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A vivid and intimate fusion of ethnography and poetic narrative, Buriti’s flower (Crowra) explores the specific memories of the Krahô people of Brazil. Yet the story it tells, steeped in cultural tradition, political resistance and deep connection to the land, is, in many ways, the story of the Americas. It’s a story of trauma and resilience: the natives slaughtered, the survivors driven from their ancestral habitat. And, like the recent documentary The territory clarified, it is the story of an ongoing and urgent struggle to protect entire ecosystems from devastation and extinction.
This is the second feature film by director duo João Salaviza and Renée Nader Messora, who have examined indigenous culture and mythology in Brazil in The dead and the others (2018), which received the Jury Prize in Un Certain Regard. Returning to that Cannes sidebar – and receiving its Ensemble Prize – they have crafted another portrait of colonized Brazil, and one that strives towards something other than documenting and interpreting through Western eyes. For Buriti’s flowerwho shot over 15 months in four villages within the Kraholândia reserve — the area in Tocantins state that was allocated to the Krahô — share the script with three locals, two of whom are also central figures on the screen.
Charged and vibrant.
Place: Cannes Film Festival (Un Certain Regard)
Launch: Ilda Patpro, Francisco Hjonõ, Solane Tehtikwj, Raene Kôtô, Deborah Sodré, Luzia Cruwakwoj
Directors: Joao Salaviza Renée Nader Messora
Screenwriters: John Salaviza, Renee Nader Messora, Ilda Patpro Crow, Francisco Hyjno Crow, Henry Ihjãc Crow
2 hours 5 minutes
Combining non-fiction and fiction in ways that are sometimes seamless, sometimes sharply delineated, and always compelling, the film centers around three related villagers: preteen Jotàt (Solane Tehtikwỳj Krahô); her mother, Patpro (Ilda Patpro Krahô); and Patpro Hỳjnõ’s (Francisco Hỳjnõ Krahô) uncle, a shaman.
Patpro is the film’s feminist heart, eager to attend a major indigenous demonstration in the capital to protest the Bolsonaro administration’s pro-agrifood and anti-conservation policies. In her even-handed way, she is aroused by women indigenous leaders, including political activist Sônia Guajajara, from the neighboring state of Maranhão, whose speeches she watches on the phone. But Jotat, who is experiencing frightening visions in her dreams of her—suggesting potential shamanic powers—is worried that her mother will go to Brasilia, where she will be vastly outnumbered. in a cup. It’s never made clear whether that term, repeated throughout the film, specifically means “white”, “European”, “armed exploiter” or some combination of these, but the impact of the word is felt every time it is spoken.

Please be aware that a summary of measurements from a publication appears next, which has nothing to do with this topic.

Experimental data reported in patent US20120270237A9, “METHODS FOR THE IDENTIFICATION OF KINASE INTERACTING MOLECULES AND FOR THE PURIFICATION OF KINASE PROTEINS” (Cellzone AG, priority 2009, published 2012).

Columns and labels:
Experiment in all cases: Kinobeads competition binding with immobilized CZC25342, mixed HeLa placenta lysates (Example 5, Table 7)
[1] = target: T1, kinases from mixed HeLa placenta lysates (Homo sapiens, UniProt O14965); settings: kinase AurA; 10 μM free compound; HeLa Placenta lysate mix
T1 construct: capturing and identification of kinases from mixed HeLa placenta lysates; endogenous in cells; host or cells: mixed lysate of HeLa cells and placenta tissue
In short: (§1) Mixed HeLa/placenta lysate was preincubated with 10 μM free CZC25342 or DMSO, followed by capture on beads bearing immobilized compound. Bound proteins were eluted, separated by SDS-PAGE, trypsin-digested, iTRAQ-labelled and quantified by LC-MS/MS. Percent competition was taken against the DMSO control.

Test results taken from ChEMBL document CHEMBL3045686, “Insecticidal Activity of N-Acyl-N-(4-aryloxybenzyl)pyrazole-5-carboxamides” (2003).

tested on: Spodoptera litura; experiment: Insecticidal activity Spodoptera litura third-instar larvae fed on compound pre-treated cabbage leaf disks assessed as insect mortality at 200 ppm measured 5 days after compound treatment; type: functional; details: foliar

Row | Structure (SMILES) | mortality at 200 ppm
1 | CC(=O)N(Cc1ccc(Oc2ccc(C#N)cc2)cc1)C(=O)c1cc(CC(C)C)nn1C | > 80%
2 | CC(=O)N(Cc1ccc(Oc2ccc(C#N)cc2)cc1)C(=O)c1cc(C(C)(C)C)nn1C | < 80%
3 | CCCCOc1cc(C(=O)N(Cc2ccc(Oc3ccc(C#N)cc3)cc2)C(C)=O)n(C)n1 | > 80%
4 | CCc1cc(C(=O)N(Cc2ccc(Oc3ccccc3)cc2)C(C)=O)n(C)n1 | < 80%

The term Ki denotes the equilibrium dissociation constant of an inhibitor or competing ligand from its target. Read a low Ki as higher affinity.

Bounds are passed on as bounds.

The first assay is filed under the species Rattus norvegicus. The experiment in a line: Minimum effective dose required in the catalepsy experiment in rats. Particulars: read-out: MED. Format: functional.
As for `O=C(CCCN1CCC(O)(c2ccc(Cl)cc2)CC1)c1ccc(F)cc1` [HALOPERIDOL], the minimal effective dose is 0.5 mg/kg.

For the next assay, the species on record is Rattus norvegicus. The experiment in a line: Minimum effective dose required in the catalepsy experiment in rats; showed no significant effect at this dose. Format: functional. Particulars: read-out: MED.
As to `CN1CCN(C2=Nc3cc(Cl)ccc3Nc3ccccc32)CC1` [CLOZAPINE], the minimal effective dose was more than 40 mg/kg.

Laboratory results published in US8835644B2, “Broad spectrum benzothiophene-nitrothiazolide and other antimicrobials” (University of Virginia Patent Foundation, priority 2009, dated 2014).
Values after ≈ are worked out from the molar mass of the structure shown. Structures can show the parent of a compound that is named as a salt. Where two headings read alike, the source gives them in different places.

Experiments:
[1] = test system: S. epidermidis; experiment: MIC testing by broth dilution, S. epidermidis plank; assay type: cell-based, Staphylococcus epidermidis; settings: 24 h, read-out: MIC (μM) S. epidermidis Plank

At the reserve gatehouse, Hỳjnõ watches over poachers who are emboldened by a long history of wealthy ranchers reclaiming (i.e. stealing) land to raise cattle. The cameras are there as he and a few others, including a fearless elderly woman, rescue one of the area’s gorgeous macaws from an intruder’s backpack; birds fetch high prices in the big city.
Out of a shimmering stream of Edenic beauty, Hỳjnõ and his pregnant wife discuss the need to be vigilant against those who rob nests and those who cut down trees, erect wire fences and set up their cattle ranches. The villagers meet to discuss whether they should participate in the next gathering in Brasilia. On one side of the debate, spearheaded by Patpro and his uncle, is a forward-thinking perspective; on the other, the pain accumulated by the experience.
A crucial chapter in that brutal story, a 1940 massacre, is reenacted in a sequence around the film’s midpoint. There are no titles to fix the date; Salaviza and Messora thrust the viewer into the terrible chaos of deception, invasion and betrayal, driven by off-screen narration. The lingering effects of the bloodbath are reverberated years later when the mothers plead with their sons not to attend military training in the distant city, fearing a two-pronged plot to attack the village once its young men are gone.
But the film is also imbued with celebratory energy. Nowadays, the villagers prepare for a big celebration, Ketuwajê, e Buriti’s flower it is alive with children’s play and training rituals. Messora is the cinematographer, working in expressive 16mm, and collaborative storytelling is brought to full bloom in the images, whether these images reveal iridescent nocturnal images, wandering spirits or, thanks to the remarkable access afforded to filmmakers, an unusually powerful – as opposed to the simple graphic scene of a woman in labour.
Salaviza and Messora’s film offers an intense capsule version of nearly a century of usurpation and genocide, and a vibrant depiction of the ways in which the struggle for justice persists. What the wealthy see as wasteland, ripe for commercial exploitation, the Krahôs hold sacred. It’s hard to imagine the former considering anything more than profit, or truly listening to the people who choose to live in harmony with the land rather than conquer it. But, once again, barriers are breaking down in unexpected ways. At one point in the film, Hỳjnõ recalls a visit to the village by the city schoolchildren and how bewildered he was when they asked to touch him and the other Krahô children. “Maybe,” he reflects, “they wanted to know if we were made of flesh, like them.”